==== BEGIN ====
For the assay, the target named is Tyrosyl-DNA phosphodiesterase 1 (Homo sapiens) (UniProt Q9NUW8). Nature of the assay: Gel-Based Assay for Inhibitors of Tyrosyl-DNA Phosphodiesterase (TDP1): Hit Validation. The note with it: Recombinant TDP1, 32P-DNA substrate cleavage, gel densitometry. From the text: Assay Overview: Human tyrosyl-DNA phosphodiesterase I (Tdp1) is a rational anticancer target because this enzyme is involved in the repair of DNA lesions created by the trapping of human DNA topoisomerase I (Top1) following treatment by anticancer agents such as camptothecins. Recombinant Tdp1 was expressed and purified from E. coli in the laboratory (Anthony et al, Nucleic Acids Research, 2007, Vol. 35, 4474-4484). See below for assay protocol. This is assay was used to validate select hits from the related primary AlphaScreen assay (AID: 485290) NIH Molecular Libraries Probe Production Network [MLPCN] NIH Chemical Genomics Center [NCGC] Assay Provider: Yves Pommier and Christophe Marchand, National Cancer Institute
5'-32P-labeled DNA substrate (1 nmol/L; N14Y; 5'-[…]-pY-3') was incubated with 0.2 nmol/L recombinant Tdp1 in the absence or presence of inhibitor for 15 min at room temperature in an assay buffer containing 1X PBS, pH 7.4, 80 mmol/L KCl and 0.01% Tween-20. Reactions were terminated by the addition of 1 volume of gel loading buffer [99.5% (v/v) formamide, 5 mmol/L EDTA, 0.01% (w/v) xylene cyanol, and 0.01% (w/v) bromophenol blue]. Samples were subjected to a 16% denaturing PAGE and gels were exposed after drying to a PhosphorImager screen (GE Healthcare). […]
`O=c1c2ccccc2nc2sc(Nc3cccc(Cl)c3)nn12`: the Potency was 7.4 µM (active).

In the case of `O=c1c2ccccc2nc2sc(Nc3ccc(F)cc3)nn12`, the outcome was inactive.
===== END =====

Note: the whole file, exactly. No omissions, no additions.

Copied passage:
For the assay, the target named is Tyrosyl-DNA phosphodiesterase 1 (Homo sapiens) (UniProt Q9NUW8). Nature of the assay: Gel-Based Assay for Inhibitors of Tyrosyl-DNA Phosphodiesterase (TDP1): Hit Validation. The note with it: Recombinant TDP1, 32P-DNA substrate cleavage, gel densitometry. From the text: Assay Overview: Human tyrosyl-DNA phosphodiesterase I (Tdp1) is a rational anticancer target because this enzyme is involved in the repair of DNA lesions created by the trapping of human DNA topoisomerase I (Top1) following treatment by anticancer agents such as camptothecins. Recombinant Tdp1 was expressed and purified from E. coli in the laboratory (Anthony et al, Nucleic Acids Research, 2007, Vol. 35, 4474-4484). See below for assay protocol. This is assay was used to validate select hits from the related primary AlphaScreen assay (AID: 485290) NIH Molecular Libraries Probe Production Network [MLPCN] NIH Chemical Genomics Center [NCGC] Assay Provider: Yves Pommier and Christophe Marchand, National Cancer Institute
5'-32P-labeled DNA substrate (1 nmol/L; N14Y; 5'-[…]-pY-3') was incubated with 0.2 nmol/L recombinant Tdp1 in the absence or presence of inhibitor for 15 min at room temperature in an assay buffer containing 1X PBS, pH 7.4, 80 mmol/L KCl and 0.01% Tween-20. Reactions were terminated by the addition of 1 volume of gel loading buffer [99.5% (v/v) formamide, 5 mmol/L EDTA, 0.01% (w/v) xylene cyanol, and 0.01% (w/v) bromophenol blue]. Samples were subjected to a 16% denaturing PAGE and gels were exposed after drying to a PhosphorImager screen (GE Healthcare). […]
`O=c1c2ccccc2nc2sc(Nc3cccc(Cl)c3)nn12`: the Potency was 7.4 µM (active).

In the case of `O=c1c2ccccc2nc2sc(Nc3ccc(F)cc3)nn12`, the outcome was inactive.